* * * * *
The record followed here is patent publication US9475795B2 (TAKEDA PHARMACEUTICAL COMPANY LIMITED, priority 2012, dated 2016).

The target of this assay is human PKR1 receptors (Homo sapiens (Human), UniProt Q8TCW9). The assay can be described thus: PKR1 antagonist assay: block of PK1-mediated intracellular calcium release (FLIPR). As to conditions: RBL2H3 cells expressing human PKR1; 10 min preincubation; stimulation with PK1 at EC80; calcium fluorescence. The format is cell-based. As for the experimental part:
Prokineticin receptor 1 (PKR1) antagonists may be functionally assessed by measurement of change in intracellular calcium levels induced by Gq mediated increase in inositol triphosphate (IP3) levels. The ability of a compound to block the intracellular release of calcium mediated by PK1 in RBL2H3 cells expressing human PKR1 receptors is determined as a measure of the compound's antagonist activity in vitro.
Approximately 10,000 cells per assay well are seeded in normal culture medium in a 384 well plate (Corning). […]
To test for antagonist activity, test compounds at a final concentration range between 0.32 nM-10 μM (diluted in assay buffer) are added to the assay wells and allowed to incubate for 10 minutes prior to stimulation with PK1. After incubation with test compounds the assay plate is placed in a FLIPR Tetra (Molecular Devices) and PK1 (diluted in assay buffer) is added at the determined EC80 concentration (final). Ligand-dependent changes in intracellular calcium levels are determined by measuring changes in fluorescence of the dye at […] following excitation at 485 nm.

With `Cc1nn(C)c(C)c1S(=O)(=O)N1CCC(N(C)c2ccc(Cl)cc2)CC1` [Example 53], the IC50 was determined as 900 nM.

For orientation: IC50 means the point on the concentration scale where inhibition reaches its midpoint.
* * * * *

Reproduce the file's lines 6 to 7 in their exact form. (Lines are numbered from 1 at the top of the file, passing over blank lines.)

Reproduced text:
With `Cc1nn(C)c(C)c1S(=O)(=O)N1CCC(N(C)c2ccc(Cl)cc2)CC1` [Example 53], the IC50 was determined as 900 nM.

For orientation: IC50 means the point on the concentration scale where inhibition reaches its midpoint.